100 years ago
A telegram was received today from H.C. Blanchard in charge of publicity of the U.S. Reclamation Service stating that he would arrive this evening with an expert moving picture operator to take views of the Klamath project to consume three days beginning Tuesday morning.
It is expected to take all the important industries including the crops in the Tulelake District, the development on the Upper Klamath Lake, stock raising and the stock ranges of Fort Klamath country and the dairy possibilities in the Merrill country. The lumber industry will also be shown in scenes from the logging camps, logging trains, movement of logs on the lake, sawmills and the finished products in the box factories.
Klamath country’s wonderful scenic parts will also be taken in such spots as Crater Lake, Rocky Point and dozens of other beautiful spots throughout the county. Klamath Falls will also come in for a picture showing the activities land building industries and wholesale and retail activities.
When completed this picture will be shown throughout the departments of economics in all the schools and colleges of the United States. They will also find their way to farmers institutes as well as other institutes. This is one of the greatest pieces of publicity that Klamath Falls has ever been able to secure.
The Evening Herald, Sept. 13, 1920
50 years ago
Forty young people from Europe who have been working in the New England states as summer camp counselors spent the night at the Willard Hotel during a four-week tour of the United State in five station wagons.
“We had a very nice time here: a beautiful evening,” said Hans Reusch, 34, from Munich, West Germany.
The group was driving through Klamath Falls en route to California when seen by Buff Runnels and his son Mark, 126 Georgia Ave.
“My son gave them the peace sign and they returned it and stopped to talk. Buff and Mark then invited them to the house for the evening.” Said Mrs. Runnels this morning.
“This was a very special event of our tour, to get such a friendly spontaneous invitation,” Reusch said this morning during a tour of the Herald and News.
The young counselors have completed two months work in eastern summer camps. They are sponsored by the Association for Work Travel Exchange based in New York State.
Two weeks of their four-week tour of the U.S. remain. They will visit host families in San Francisco and Los Angeles and then make their way back to New York by Sept. 25. From there, they will return to their own countries. The group is traveling in five station wagon with eight people per station wagon.
The Herald and News, Sept. 13 1970
25 years ago
Modoc Lumber Co. will start coming apart piece by piece over the next few weeks as buyers in this week’s auction begin hauling away their purchases.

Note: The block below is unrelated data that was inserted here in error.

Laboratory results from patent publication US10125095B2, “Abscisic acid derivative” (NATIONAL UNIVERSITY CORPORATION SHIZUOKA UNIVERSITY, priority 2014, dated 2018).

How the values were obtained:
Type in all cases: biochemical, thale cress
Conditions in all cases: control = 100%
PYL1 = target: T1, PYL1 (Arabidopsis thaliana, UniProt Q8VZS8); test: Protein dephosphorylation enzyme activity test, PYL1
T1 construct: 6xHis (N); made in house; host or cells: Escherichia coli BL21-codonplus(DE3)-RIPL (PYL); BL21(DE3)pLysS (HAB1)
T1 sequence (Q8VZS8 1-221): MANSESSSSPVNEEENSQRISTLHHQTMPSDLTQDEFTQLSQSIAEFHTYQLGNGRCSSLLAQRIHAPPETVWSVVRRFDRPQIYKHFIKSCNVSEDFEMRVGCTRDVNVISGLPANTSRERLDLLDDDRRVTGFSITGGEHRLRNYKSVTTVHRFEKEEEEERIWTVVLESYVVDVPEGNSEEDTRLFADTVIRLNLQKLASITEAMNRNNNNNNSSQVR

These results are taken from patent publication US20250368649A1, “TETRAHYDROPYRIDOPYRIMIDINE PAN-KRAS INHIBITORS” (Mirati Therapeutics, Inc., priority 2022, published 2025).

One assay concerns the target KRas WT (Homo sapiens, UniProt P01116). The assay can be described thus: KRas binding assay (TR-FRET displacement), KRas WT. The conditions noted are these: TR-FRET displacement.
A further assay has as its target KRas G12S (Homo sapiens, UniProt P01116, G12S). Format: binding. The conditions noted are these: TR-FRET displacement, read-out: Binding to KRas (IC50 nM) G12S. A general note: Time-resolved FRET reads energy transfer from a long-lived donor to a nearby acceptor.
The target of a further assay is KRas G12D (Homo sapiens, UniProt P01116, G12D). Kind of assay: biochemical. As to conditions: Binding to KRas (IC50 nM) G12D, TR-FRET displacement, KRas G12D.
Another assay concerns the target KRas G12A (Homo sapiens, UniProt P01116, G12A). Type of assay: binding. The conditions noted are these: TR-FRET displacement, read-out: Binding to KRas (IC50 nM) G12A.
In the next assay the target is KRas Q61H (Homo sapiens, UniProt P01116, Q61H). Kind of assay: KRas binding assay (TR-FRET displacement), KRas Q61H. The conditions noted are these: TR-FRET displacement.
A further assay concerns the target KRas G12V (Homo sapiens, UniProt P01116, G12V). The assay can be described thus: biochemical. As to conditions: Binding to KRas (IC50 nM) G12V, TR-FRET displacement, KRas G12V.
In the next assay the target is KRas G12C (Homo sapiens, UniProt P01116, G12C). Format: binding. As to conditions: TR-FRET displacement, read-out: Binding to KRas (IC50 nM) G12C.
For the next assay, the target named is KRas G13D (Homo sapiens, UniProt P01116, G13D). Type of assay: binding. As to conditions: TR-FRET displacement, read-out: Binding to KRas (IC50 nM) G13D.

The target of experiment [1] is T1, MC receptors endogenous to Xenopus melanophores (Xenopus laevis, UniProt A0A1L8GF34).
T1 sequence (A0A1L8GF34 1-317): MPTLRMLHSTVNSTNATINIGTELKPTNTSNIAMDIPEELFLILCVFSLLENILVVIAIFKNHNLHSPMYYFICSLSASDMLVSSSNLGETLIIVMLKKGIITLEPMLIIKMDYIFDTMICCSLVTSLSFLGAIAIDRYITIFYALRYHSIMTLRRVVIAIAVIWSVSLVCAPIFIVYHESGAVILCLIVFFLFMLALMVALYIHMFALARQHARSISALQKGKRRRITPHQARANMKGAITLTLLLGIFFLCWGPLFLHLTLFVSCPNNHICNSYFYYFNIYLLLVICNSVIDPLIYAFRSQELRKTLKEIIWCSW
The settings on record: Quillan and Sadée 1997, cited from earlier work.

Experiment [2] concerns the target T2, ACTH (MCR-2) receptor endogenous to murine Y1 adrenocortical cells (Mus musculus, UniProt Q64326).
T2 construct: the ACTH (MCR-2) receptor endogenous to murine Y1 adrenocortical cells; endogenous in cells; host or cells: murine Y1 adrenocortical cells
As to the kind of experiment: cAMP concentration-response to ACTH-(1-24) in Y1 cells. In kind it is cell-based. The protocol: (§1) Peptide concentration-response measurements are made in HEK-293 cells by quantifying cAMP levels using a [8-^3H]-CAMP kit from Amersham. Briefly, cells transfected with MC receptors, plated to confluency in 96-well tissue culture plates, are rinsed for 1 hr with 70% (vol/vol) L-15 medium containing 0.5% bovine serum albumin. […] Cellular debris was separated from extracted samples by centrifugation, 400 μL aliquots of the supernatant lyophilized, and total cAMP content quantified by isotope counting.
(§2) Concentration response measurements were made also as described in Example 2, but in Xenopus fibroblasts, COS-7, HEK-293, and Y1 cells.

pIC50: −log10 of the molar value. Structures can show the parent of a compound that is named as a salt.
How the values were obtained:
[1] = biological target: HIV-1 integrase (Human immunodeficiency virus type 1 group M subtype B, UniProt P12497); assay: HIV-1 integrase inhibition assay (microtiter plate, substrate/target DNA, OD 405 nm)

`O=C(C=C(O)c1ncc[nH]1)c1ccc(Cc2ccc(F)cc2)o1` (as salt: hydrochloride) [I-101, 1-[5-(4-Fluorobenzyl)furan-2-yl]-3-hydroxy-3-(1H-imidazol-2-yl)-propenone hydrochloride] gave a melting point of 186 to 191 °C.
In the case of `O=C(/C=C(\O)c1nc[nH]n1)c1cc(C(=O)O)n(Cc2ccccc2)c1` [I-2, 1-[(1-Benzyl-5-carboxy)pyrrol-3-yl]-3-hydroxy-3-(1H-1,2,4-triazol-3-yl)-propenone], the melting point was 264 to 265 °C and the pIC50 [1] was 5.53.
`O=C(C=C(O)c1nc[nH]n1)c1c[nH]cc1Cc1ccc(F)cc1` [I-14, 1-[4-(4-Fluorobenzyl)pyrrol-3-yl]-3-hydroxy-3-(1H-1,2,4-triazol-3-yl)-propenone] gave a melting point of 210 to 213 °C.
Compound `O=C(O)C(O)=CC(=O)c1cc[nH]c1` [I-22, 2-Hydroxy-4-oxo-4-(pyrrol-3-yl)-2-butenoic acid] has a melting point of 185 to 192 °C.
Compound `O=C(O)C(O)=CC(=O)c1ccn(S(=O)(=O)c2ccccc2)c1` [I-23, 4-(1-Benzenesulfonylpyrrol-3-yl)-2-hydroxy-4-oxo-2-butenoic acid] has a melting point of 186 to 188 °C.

Ron Loveness, special projects manager for Modoc, said today the company was generally pleased with the outcome of the auction.
He declined to release specific prices, and said the total revenues from the sale haven’t been calculated. The auction lasted until 8:30 p.m. Wednesday, and until 6:00 p.m. Thursday after beginning at 9:00 a.m. both days.
“On the whole it went pretty well. It could have been a lot worse. It could have been a little better,” Loveness said.
“Our Maxi-mill complex which is a computerized log breakdown system in our small-log mill, went for a lot more than others had at recent auctions,” Loveness said. The mill was purchased by a hardwood processing company in North Carolina, he added.
The company’s planing mill will be shipped to Australia, and the pellet mill and computerized set of drying kilns will be heading to Washington state.
Local buyers bought many of the smaller items, as well as buildings.
The Herald and News, Sept 15, 1995
10 years ago
Cracks in the mud. Miles after miles of dry, barren fields. Plants wanting for water.
Most years, large sections of the Lower Klamath National Wildlife Refuge-the nation’s oldest water fowl refuge-are covered with water and water loving, early-arriving migratory waterfowl. Most years refuge managers were channeling water to selected units for ducks, geese, swans and other birds on or preparing for their annual northward migration.
This isn’t most years.
Instead Ron Cole and Dave Mauser view conditions on the 46,900-acre refuge with a mix of dismay and frustration. Cole, the Klamath Basin National Wildlife Refuge Complex manager, has intermittently worked at Basin refuges since the 1980s. Mauser, a wildlife biologist, has worked in the Basin since 1991.
“This is the driest I’ve ever seen it,” Mauser said, gazing over dried out sections of Unit 2, which most Septembers are filling with migrating pintails and other birds.
Mauser notes that 80 percent of the birds traveling the Pacific Flyway use the various Klamath Basin refuges, with the majority of those using Lower Klamath.
The Herald and News, Sept. 7, 2010